Urethritis is irritation or infection of the urethra. The urethra is the tube that empties urine from the bladder. In men the urethra extends the full length of the penis.
What is the cause?
Urethritis may be caused by infection. A yeast infection and sexually transmitted diseases or infections (also called an STD or STI), such as chlamydia or gonorrhea, are common causes.
Irritation of the urethra can be caused by chemicals, such as lubricants, spermicide, or condoms with scents, colors, or flavors.
What are the symptoms?
Symptoms may include:
Drops of pus from the opening of the penis
Tenderness at the opening of the penis
How is it diagnosed?
Your healthcare provider will ask about your symptoms and medical history and examine you. Your provider may swab discharge from the penis to test for bacteria in the lab. A sample of your urine may be tested for infection.
How is it treated?
Your healthcare provider will likely prescribe antibiotics if your symptoms are caused by a bacteria. Symptoms caused by an infection should stop within a few days after you start taking antibiotics.
If your symptoms are caused by an STD or STI, treating the infection should help. Your sexual partner should also be treated.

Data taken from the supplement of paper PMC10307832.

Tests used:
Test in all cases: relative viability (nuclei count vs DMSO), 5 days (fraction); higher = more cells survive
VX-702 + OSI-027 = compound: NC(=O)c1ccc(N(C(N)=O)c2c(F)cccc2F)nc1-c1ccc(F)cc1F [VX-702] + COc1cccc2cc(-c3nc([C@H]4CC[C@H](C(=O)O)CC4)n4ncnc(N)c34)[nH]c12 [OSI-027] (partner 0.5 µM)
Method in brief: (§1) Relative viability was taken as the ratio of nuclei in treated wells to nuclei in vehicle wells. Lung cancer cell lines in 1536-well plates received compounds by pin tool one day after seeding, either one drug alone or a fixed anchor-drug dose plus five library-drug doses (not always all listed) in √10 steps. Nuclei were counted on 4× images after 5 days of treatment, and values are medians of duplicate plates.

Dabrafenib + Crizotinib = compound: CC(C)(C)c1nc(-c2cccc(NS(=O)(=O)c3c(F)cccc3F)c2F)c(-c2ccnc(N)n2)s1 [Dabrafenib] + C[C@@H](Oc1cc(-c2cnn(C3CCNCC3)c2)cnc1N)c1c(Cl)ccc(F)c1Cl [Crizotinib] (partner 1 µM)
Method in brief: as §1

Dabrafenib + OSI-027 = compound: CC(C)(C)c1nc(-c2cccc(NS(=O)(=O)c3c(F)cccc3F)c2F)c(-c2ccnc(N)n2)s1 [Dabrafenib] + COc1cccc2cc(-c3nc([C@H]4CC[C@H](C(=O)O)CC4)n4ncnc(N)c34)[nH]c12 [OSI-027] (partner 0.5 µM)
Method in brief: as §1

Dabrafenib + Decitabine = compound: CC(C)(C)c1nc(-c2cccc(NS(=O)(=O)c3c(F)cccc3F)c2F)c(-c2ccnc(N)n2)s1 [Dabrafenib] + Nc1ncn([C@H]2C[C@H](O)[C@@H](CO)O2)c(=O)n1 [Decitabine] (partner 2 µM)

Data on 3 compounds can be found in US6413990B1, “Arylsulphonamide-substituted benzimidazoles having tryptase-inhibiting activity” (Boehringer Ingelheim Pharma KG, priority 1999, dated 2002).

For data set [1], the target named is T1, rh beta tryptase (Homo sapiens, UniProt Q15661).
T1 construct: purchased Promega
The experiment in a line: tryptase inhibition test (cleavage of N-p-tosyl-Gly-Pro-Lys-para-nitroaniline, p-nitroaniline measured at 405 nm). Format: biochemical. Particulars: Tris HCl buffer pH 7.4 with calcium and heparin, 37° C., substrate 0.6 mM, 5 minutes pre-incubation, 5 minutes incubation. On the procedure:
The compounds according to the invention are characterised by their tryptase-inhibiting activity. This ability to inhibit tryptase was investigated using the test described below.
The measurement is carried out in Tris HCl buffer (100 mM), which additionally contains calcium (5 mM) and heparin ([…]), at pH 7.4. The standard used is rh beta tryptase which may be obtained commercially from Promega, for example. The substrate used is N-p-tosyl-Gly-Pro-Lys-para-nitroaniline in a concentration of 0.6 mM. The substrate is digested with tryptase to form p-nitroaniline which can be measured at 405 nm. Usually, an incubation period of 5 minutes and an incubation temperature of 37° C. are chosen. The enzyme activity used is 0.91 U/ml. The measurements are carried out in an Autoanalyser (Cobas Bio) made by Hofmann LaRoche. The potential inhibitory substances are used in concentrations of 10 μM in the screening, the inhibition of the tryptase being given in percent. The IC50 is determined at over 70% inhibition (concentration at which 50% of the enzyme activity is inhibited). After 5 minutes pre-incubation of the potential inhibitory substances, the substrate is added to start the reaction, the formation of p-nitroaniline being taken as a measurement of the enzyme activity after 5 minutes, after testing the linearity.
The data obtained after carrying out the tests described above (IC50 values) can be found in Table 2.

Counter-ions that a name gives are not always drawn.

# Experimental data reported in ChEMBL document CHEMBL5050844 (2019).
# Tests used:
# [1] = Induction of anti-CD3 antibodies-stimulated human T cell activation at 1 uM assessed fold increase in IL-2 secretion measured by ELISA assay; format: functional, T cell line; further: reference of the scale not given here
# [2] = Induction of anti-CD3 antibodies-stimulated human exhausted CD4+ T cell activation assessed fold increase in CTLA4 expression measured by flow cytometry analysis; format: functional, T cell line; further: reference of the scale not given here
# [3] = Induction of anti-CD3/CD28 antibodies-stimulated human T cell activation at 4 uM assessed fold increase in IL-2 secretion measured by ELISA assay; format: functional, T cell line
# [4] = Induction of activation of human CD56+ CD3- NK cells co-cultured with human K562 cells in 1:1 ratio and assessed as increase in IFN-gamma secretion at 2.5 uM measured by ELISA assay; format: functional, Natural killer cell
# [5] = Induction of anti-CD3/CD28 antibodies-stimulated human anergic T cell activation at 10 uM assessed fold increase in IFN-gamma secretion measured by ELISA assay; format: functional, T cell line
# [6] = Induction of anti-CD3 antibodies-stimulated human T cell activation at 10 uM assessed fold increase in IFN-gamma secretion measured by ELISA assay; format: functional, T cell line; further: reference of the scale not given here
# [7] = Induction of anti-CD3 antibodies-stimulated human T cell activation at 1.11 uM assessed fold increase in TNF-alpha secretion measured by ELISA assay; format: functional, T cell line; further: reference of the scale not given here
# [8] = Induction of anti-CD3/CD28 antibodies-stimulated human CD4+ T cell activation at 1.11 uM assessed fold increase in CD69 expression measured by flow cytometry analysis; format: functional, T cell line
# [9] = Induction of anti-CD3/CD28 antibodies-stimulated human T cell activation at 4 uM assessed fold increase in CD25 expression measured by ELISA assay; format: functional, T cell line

Your provider may prescribe another medicine to help relieve burning with urination and discomfort in the bladder.
How can I help take care of myself?
If you have an STD, do not have sex before both you and your partner have finished all of the medicine and your provider says it’s OK.
Follow the full course of treatment prescribed by your healthcare provider. If you were prescribed an antibiotic, take all of it as prescribed, even if you have no symptoms. Ask your provider:
How and when you will hear your test results
How long it will take to recover
If there are activities you should avoid and when you can return to your normal activities
How to take care of yourself at home
What symptoms or problems you should watch for and what to do if you have them
Make sure you know when you should come back for a checkup.
How can I help prevent urethritis?
Avoid activities, chemicals, or other irritants that cause redness, burning, or itching in the genital area.
Keep your genital area clean. Always wash your penis during baths or showers. If you are not circumcised, gently pull back the foreskin and wash the tip of your penis when you take a bath or shower.
Always use latex or polyurethane condoms during sex to help prevent infection with an STD.
Avoid any chemicals (including scents, colors, or flavors in condoms) before or during sex. Unscented lubricant, such as KY jelly, is OK.
Have just 1 sexual partner who is not sexually active with anyone else. Make sure your partner has been tested for gonorrhea and other STDs.
Developed by RelayHealth.
Pediatric Advisor 2015.1 published by RelayHealth. Last modified: 2014-06-09 Last reviewed: 2014-05-07
This content is reviewed periodically and is subject to change as new health information becomes available. The information is intended to inform and educate and is not a replacement for medical evaluation, advice, diagnosis or treatment by a healthcare professional.
Urethritis in Males: Teen Version: References
eMedicine.com. Male Urethritis. 2/2014. Accessed 4/2014 from